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Smiling Friends Is a Balm

Photo: Adult Swim

I’ll be honest, I haven’t found much of a reason to smile lately. The world is, to put it in layman’s terms, a fucked-up place right now, and there aren’t many days I go to bed with warm feelings of hope and optimism for the road ahead. Maybe three years into a global pandemic it is to be expected — but that doesn’t mean it’s welcome. When the atmosphere is this dark, it drives us into the deeper recesses of our subconscious, falling victim to the rabbit- hole spiral of “How in the hell did we get here?” I think a lot of us have gotten to the point where we don’t really want to try answering that question anymore. In that case, might I present you with a bit of a salve? Adult Swim’s latest adult animation entry, Smiling Friends, is here to save the day, at least for the moment, until something else reminds us of the crushing realities of existence once again.

The inaugural season of tenish-minute odysseys follows co-worker pals Pim and Charlie, who spend their workdays trying to make people smile, literally, with varied and unhinged results. You see, they are employed by a company called Smiling Friends, and their office is a globe-shaped smiling face placed between unassuming buildings on an unassuming street. Pim, a sweet and dedicated optimist, and Charlie, a cynical steward of unaffected dude culture, are sent off each day to pull folks out of their depression and despair. It inevitably becomes a daunting task each time, as they face the trials and tribulations of this cold world.

The weird and wild new show is the perfect binge-watch remedy for our collective societal unease and unrest, and its dark heart is the very peak of catharsis — namely because of the mirror it shines upon our mask acne–riddled and Oreo crumb–covered faces, showing us ourselves on the same noble quest in the flesh world. Because yes, we are on that same quest. Many of us are living in a vat of our emotions 24/7 now, and I know when I leave my safe space (bedroom) for the outside world, I find myself, sometimes even subconsciously, chatting up a cashier with a pointed laugh or complimenting a fellow shopper’s shoes. We’re all trying to get by in this world, to make it to another day, to try our best at living. The characters Pim and Charlie encounter — the happily volatile sitcom star Mr. Frog, the introspective and heartbroken gamer Shrimp, and the Princess of the Enchanted Forest, just to name a few — are doing the same exact thing. It’s clear their world, like ours, isn’t exactly kind either. Racism exists there; family fallouts too. Social justice, the toxicity of the entertainment industry, stalkers, heartbreak: These themes are just a selection of the complicated aspects of life laid bare in the world of Smiling Friends. In the face of these struggles, we all — us and the Smiling Friends — just try to make it until tomorrow.

Pim and Charlie, for all the existential crises they face in season one, do a good job of picking themselves back up again in the face of adversity. These characters are all of us, their contrasting differences mirroring the mood swings brought on by spending two-plus years stuck inside. In the pilot episode, Pim and Charlie are tasked with helping an older man at the brink of suicide. It’s grim, and Charlie sees the task as potentially impossible. Pim forces him to see the job through, putting an ungodly amount of blind, and kind, faith in the man’s ability to find a light at the end of the proverbial tunnel. Pim takes on his jobs with his head held high, happy to make others happy for another day. Charlie is all the more fatalistic in his approach, doing the bare minimum because he has to. It’s hard not to connect with these characters on that base level, to be drawn in by their yin and yang because you see it in yourself. Hell, I even see myself in the man they try to help, a middle-aged dude named Desmond who doesn’t see any point in living after his wife and kids ditched and made his world that much bleaker.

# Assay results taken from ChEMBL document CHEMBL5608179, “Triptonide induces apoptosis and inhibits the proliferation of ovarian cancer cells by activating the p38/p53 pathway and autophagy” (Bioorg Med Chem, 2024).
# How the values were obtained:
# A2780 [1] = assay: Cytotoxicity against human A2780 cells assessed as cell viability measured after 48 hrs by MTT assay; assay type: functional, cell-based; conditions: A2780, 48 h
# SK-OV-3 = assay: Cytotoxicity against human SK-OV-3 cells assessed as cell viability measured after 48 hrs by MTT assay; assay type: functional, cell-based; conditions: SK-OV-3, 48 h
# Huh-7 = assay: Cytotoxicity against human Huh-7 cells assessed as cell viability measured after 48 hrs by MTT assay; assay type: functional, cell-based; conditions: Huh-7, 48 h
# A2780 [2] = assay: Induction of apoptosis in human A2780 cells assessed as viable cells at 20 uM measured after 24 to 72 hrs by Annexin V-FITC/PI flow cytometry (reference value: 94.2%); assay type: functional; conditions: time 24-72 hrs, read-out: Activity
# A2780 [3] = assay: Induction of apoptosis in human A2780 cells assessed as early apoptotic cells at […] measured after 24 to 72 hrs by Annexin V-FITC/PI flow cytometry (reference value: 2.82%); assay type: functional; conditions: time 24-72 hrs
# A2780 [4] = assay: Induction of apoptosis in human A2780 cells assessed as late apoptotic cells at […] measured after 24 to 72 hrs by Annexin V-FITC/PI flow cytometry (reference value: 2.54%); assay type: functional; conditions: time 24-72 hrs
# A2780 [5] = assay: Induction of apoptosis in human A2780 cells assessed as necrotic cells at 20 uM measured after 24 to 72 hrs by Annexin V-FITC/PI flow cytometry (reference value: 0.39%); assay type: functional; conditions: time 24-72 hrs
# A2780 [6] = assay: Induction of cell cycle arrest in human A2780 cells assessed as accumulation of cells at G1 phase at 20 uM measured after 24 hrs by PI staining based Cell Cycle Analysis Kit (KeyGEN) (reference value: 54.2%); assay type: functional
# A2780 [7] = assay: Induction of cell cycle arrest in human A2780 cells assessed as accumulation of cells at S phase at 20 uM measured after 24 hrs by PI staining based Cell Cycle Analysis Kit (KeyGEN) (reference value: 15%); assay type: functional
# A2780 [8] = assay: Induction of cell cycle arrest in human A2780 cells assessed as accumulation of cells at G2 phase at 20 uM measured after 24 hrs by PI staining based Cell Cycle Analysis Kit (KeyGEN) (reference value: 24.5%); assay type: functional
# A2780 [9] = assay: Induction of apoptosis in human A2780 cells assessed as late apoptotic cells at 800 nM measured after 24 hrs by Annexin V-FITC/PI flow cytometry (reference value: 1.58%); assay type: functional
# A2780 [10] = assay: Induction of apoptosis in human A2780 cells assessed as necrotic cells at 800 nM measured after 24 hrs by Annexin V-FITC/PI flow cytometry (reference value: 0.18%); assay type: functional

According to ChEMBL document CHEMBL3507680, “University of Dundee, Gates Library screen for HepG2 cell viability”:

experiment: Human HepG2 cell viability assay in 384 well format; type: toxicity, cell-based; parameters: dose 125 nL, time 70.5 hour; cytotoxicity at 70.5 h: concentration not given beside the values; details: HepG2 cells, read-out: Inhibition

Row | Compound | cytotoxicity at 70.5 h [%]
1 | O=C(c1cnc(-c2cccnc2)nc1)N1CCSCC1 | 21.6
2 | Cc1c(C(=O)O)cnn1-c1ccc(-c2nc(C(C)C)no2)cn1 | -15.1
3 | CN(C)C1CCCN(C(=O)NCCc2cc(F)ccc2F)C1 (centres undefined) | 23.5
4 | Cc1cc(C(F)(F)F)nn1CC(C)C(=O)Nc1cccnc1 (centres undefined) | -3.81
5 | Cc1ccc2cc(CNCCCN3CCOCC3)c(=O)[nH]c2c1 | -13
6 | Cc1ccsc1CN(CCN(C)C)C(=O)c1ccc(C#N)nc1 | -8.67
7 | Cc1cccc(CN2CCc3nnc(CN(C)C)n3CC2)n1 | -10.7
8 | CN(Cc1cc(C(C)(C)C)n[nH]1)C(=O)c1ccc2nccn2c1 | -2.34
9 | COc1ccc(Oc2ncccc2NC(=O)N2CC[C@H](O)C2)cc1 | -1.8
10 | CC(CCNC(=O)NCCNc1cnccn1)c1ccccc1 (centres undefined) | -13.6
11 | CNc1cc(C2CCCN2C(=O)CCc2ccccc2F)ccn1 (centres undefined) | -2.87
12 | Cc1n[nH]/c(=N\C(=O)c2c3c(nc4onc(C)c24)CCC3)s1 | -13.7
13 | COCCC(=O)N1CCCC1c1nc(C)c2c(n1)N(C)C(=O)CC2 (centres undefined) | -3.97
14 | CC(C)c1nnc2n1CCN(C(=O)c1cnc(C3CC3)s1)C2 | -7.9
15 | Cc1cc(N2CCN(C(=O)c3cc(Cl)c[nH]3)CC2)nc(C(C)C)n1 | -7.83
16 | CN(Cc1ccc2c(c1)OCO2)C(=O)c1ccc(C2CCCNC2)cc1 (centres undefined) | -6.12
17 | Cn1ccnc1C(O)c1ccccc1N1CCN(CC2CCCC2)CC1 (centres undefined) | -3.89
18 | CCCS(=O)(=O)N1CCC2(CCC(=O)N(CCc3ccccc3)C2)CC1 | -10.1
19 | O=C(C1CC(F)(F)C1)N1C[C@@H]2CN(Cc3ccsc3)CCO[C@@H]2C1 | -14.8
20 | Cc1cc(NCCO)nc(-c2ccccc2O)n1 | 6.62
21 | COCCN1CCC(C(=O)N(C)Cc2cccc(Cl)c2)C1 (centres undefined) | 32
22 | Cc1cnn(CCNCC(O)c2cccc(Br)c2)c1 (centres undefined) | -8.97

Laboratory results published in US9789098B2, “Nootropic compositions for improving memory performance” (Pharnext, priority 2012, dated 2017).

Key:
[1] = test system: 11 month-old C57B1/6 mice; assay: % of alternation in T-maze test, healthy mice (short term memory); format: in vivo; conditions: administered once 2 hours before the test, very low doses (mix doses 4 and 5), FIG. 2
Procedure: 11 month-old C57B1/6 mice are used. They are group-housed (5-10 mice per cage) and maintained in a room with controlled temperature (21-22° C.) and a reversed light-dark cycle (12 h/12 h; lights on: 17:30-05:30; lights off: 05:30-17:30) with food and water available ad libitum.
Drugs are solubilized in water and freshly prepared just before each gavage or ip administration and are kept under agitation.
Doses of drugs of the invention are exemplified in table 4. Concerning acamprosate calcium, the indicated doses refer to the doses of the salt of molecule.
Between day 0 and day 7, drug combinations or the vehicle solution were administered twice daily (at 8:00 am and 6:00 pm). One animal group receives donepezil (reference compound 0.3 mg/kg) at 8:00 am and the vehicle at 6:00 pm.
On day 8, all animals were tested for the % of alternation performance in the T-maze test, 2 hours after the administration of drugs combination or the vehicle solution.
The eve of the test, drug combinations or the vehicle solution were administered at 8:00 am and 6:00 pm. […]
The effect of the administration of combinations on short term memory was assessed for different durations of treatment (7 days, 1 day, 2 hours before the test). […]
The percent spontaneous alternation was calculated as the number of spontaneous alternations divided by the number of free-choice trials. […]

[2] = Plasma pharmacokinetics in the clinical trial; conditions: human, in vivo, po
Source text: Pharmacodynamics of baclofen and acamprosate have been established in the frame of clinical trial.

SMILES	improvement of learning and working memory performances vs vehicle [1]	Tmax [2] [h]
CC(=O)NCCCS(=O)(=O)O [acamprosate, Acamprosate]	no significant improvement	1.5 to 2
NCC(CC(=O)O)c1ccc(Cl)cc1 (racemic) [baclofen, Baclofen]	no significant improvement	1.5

That mirror-image concept is interspersed perfectly within the show’s dark tone and unsettling animation style, which gives way to SpongeBob SquarePants–esque hyperrealistic, unnerving close-up cuts and creepy supporting character design (some of each impeccably done by horror artist Dan A. Peacock). Creators Zach Hadel and Michael Cusack — animators and voice actors who do pretty much everything on the series save for some vocal performances from celeb friends like Finn Wolfhard — debuted the pilot episode on April Fools’ Day 2020 and it immediately garnered a buzz. Just over a year later, it was officially green-lit for season one, which premiered less than a month ago, all in one night like a blissfully insane fever dream. In a way, the Australian duo kind of took on their own Smiling Friends quest by making the show. By bringing us into a new, messed-up, imperfect world, Hadel and Cusack highlighted our own while reminding us it’s okay to be imperfect, just as we are. To be as damaged and broken and drained as we are unabashedly, because from there, we find reasons — silly, stupid, profound, or otherwise — to smile again.

I can’t force your thumb on the remote, but I can implore you to head over to Adult Swim (or HBO Max starting today) and make this show a to-do list priority. Let’s face it, you’re not gonna get any of the other stuff done anyway. Besides it will make you — and everyone to whom you recommend it — want to die a little less right now, and for that it’s worth welcoming into your trauma-stained little heart. It’s like smiling with a friend.

Smiling Friends Is a Balm